A simple CNN for the MNIST dataset – IX – filter visualization at a convolutional layer

In the last article I explained the code to visualize patterns which trigger a chosen feature map of a trained CNN strongly. In this series we work with the MNIST data but the basic principles can be modified, extended and applied to other typical data sets (as e.g. the Cifar set).

A simple CNN for the MNIST dataset – VIII – filters and features – Python code to visualize patterns which activate a map strongly
A simple CNN for the MNIST dataset – VII – outline of steps to visualize image patterns which trigger filter maps
A simple CNN for the MNIST dataset – VI – classification by activation patterns and the role of the CNN’s MLP part
A simple CNN for the MNIST dataset – V – about the difference of activation patterns and features
A simple CNN for the MNIST dataset – IV – Visualizing the activation output of convolutional layers and maps
A simple CNN for the MNIST dataset – III – inclusion of a learning-rate scheduler, momentum and a L2-regularizer
A simple CNN for the MNIST datasets – II – building the CNN with Keras and a first test
A simple CNN for the MNIST datasets – I – CNN basics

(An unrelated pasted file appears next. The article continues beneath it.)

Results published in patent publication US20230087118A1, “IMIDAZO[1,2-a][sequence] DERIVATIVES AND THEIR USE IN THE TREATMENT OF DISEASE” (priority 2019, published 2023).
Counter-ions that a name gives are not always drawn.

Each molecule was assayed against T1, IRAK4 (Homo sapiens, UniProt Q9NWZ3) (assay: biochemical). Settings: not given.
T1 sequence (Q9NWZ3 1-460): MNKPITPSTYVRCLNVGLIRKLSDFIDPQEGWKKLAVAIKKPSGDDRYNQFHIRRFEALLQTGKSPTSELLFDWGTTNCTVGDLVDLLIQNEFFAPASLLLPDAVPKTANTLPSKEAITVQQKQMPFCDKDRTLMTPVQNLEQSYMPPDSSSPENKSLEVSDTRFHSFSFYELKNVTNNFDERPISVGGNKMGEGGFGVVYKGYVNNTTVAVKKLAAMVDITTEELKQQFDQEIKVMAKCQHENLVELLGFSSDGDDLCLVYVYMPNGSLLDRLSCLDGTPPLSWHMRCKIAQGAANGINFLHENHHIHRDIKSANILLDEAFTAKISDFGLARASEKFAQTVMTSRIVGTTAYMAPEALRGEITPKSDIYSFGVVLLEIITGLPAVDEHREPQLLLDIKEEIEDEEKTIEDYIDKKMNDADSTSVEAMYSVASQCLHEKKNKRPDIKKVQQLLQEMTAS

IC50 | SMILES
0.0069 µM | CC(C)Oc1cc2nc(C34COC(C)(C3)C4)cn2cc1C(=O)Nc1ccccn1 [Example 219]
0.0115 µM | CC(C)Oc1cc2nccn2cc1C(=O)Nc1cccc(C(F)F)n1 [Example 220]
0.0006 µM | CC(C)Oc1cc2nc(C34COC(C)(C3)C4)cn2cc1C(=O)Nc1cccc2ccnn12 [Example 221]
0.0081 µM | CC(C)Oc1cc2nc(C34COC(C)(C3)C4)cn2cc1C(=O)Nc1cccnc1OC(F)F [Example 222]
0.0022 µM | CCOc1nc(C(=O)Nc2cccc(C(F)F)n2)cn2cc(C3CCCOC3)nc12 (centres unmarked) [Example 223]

We shall now apply our visualization code for some selected maps on the last convolutional layer of our CNN structure. We run the code and do the plotting in a Jupyter environment. To create an image of an OIP-pattern which activates a map after passing its filters is a matter of a second at most.

Our algorithm will evolve patterns out of a seemingly initial “chaos” – but it will not do so for all combinations of statistical input data and a chosen map. We shall investigate this problem in more depth in the next articles. In the present article I first want to present you selected OIP-pattern images for very many of the 128 feature maps on the third layer of my simple CNN which I had trained on the MNIST data set for digits.

Initial Jupyter cells

I recommend to open a new Jupyter notebook for our experiments. We put the code for loading required libraries (see the last article) into a first cell. A second Jupyter cell controls the use of a GPU:

Jupyter cell 2:

gpu = True
if gpu: 
    GPU = True;  CPU = False; num_GPU = 1; num_CPU = 1
    GPU = False; CPU = True;  num_CPU = 1; num_GPU = 0

config = tf.compat.v1.ConfigProto(intra_op_parallelism_threads=6,
                        device_count = {'CPU' : num_CPU,
                                        'GPU' : num_GPU}, 

options.force_gpu_compatible = True

In a third cell we then run the code for the myOIP-class definition with I discussed in my last article.

Loading the CNN-model

A fourth cell just contains just one line which helps to load the CNN-model from a file:

# Load the CNN-model 
myOIP = My_OIP(cnn_model_file = 'cnn_best.h5', layer_name = 'Conv2D_3')

The output looks as follows: